Helmets a must for child’s safety


 
 

Lisa ThorNton, MD

 

HEALTH matters
After one of our coldest and snowiest winters in recent memory, kids are finally back on their bikes, scooters, roller blades and skateboards. Gliding along on wheels is a great way to get exercise, fresh air and to spend time together as a family, but don’t let the rush to have fun get in the way of safety.

We’ve all heard it countless times, but it bears repeating: wearing a helmet when riding, boarding or blading is essential. It’s the most effective way to protect your child’s brain and possibly avoid permanent brain damage.

About 300 children die and 430,000 are injured every year on bikes. Most of the deaths are from a brain injury and nine out of 10 bicyclists who are killed while riding are not wearing a helmet. Children 14 and under are much more likely to be injured than older riders, but only about half of all children in that age group even own a helmet, and only about one in four wear a helmet every time they ride their bike. Twenty-one states and the District of Columbia have bicycle helmet use laws (usually for riders under 16). Illinois is not one of them, so parents in our state have to set the rules for their children.

It’s true that many children fall off their bikes and get nothing more than a skinned knee that will heal, but the consequences of a brain injury can be lifelong and severe. A concussion can result in several months of headaches, trouble concentrating, blurred vision, irritability and difficulty sleeping. A more severe brain injury could result in permanent problems with learning and behavior, and in extreme cases, a child may be left unable to talk, walk or eat.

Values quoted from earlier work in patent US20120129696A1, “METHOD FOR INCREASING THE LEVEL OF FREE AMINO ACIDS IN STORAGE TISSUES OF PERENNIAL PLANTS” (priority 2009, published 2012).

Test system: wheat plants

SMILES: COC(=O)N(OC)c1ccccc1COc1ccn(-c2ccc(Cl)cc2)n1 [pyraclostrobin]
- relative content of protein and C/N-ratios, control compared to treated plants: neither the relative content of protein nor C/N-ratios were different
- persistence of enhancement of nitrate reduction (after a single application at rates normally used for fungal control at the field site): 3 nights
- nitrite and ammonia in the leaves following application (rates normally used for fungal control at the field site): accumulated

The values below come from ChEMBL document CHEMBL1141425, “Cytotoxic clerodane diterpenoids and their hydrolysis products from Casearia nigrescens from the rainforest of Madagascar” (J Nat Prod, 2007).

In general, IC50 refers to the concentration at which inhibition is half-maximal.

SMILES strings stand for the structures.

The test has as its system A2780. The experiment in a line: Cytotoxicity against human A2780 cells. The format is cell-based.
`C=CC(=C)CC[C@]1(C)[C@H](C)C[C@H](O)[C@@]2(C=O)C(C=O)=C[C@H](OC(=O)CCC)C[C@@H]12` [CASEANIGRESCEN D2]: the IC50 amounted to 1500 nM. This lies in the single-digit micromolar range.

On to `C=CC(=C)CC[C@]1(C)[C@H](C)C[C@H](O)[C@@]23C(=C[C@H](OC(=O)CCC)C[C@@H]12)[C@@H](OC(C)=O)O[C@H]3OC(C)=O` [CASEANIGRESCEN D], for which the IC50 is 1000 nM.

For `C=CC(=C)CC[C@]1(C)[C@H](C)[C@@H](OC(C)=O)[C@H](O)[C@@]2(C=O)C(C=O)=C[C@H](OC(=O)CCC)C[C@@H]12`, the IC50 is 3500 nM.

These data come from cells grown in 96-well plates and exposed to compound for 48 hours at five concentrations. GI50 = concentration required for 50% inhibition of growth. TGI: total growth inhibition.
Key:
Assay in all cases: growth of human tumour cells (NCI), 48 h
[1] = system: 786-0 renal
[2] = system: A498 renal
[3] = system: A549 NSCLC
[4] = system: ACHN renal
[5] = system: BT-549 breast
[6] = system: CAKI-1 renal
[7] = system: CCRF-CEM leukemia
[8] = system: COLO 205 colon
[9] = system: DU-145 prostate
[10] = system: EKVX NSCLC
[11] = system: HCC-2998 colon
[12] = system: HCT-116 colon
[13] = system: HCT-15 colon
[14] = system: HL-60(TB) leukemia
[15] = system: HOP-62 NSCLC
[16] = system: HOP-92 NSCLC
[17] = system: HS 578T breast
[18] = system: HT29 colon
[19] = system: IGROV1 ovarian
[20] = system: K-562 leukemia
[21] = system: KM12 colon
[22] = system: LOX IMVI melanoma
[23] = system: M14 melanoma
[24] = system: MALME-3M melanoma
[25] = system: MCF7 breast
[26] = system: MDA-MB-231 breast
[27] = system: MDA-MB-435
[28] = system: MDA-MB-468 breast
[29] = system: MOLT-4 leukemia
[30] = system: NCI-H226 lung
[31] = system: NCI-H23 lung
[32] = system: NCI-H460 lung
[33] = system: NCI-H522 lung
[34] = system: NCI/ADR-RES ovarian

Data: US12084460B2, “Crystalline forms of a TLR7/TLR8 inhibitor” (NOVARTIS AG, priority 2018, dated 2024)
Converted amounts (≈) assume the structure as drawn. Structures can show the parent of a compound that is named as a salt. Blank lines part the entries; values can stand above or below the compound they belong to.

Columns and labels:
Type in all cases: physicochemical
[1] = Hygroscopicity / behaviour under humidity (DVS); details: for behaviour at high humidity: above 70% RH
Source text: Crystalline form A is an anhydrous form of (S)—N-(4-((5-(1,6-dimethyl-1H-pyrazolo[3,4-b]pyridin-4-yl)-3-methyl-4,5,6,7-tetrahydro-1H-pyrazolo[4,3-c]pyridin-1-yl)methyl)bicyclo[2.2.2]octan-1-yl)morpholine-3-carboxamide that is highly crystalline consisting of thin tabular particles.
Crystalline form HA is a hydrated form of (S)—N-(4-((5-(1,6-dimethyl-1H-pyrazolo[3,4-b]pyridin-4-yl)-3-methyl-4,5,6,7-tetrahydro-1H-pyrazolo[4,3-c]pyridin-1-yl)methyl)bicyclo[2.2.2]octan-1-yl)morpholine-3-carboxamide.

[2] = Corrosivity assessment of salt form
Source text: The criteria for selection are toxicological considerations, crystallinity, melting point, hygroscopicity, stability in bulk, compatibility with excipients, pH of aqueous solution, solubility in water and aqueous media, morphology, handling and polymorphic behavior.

It’s important to remember that a helmet should be worn with all wheeled mobility. Just like with bikes, the majority of injured skateboarders, scooter riders and in-line skaters are under age 15. Every year, more than 100,000 people are treated in hospital emergency departments for injuries related to in-line skating, while nearly 40,000 seek emergency treatment for skateboarding injuries and another 40,000 are seen for injuries while on a scooter.

Bikes, scooters, rollerblades and skateboards are often used around cars and many children are injured when they are struck. But cars aren’t the only thing to worry about. Children on in-line skates often cruise along at 10 to 12 mph, which is about as fast as the fastest marathon runners.

So why doesn’t every child wear a helmet? Surveys have found children seem to shy away from helmets for a few reasons: they don’t believe the helmet will really protect them, they don’t like the helmet’s appearance, peer pressure and lastly, they think they don’t need it since they aren’t going to get into a serious crash.

Children should learn to prepare for the unexpected by wearing a helmet even when they think they don’t need one.

Manufacturers have tried to address the issue of children’s tastes by offering many different styles with a variety of outer shells to suit almost every taste. With a little searching every child should be able to find a style that they can be proud to wear. The issue of peer pressure is hard to overcome and can only be challenged by the parent’s insistence of no helmet, no ride.

As for the children who think a helmet won’t protect them, you may want to let them in on a few cold, hard facts: kids who don’t wear a helmet have at least four times the risk for brain injury as those who do wear one, wearing a helmet reduces the risk of head injury by about 85 percent and if every bicyclists wore a helmet one life would be saved every day and one head injury would be prevented every four minutes.

Helmets are a critical part of summertime safety, but in order to work they have to be worn.

 


Dr. Lisa Thornton, a mother of three, is director of pediatric rehabilitation at Schwab Rehabilitation Hospital and LaRabida Children’s Hospital. She also is assistant professor of pediatrics at the University of Chicago. E-mail her at drlisathornton@gmail.com.

 

 
 







 
 
 
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